Svay Sisophon Market ផ្សារស្វាយសីុសុផុន
Sisophon, also "Serei-sophon" or "Svay", is a small town in North-western Cambodia. It is the capital of Banteay Meanchey Province. Stueng Sisophon is a medium sized river that meanders round the southern circumference of the town.
Control of Sisophon has often passed between the various regional powers. It is now part of Cambodia thanks to the French, whose sabre rattling forced the Siamese into relinquishing it (along with Siem Reap, Battambang and much of North-western Cambodia) in 1907. The town had been Siamese since 1867, thanks again to the French who gave it (and Siem Reap, Battambang and much of North-western Cambodia) to Siam in exchange for unobstructed French control over the remainder of Cambodia. Before then, a nominally independent Cambodia existed as a vassel state of Siam and Vietnam.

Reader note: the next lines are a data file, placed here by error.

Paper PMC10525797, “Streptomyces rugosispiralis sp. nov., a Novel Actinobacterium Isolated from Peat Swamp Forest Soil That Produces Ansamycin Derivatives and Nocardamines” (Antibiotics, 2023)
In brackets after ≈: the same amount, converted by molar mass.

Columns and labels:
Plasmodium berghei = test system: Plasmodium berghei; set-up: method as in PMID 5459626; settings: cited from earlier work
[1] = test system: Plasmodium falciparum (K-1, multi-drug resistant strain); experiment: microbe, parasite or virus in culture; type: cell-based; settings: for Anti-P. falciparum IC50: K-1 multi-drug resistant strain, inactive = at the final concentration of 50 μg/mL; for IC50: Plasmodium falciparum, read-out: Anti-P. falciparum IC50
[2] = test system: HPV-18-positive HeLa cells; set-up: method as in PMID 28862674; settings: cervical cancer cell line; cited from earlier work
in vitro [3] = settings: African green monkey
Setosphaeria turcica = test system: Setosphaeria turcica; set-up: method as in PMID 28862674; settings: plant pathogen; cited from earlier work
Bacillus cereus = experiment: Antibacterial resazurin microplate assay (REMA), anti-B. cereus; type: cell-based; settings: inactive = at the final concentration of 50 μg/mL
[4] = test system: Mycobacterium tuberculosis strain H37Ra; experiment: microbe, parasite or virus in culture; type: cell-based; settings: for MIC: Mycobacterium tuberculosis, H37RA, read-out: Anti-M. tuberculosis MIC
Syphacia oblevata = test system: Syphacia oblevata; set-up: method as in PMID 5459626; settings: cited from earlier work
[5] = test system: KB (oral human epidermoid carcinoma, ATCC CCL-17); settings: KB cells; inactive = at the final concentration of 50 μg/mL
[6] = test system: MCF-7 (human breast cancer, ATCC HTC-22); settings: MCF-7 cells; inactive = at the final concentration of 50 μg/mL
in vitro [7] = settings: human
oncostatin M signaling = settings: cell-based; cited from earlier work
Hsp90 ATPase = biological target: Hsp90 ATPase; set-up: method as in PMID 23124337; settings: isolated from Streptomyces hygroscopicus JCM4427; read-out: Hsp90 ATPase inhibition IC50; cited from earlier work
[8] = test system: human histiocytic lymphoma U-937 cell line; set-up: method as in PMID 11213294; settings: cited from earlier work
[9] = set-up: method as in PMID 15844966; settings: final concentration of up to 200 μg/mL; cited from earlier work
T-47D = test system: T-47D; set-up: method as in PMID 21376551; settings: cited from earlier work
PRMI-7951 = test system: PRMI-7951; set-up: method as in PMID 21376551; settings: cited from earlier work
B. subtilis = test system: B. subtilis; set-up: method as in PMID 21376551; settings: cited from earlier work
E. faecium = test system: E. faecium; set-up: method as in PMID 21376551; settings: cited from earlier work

Sisophon is a transport hub that almost every overland visitor to Cambodia will unknowingly visit for at least 15 minutes. It is located at the junction of two main routes: National Highway 5 (running south to Battambang and west to Poipet) and National Highway 6 (running east to Siem Reap).
The town's main tourist draw is the Banteay Chhmar temple complex, which offers a more remote and atmospheric alternative to the Angkor Archaeological Park.
The town is sufficiently large to benefit from modern technological advancements not found in the countryside but is largely untouched by foreign influences, which makes it an interesting representation of modern Cambodia. There's a smattering of aspiring English speaking students, mentally unsound Khmer Rouge survivors, peasants and provincial townsfolk which give those who care to spend any time in Sisophon a glimpse of folk that are not found in the more visited, more urbane cities.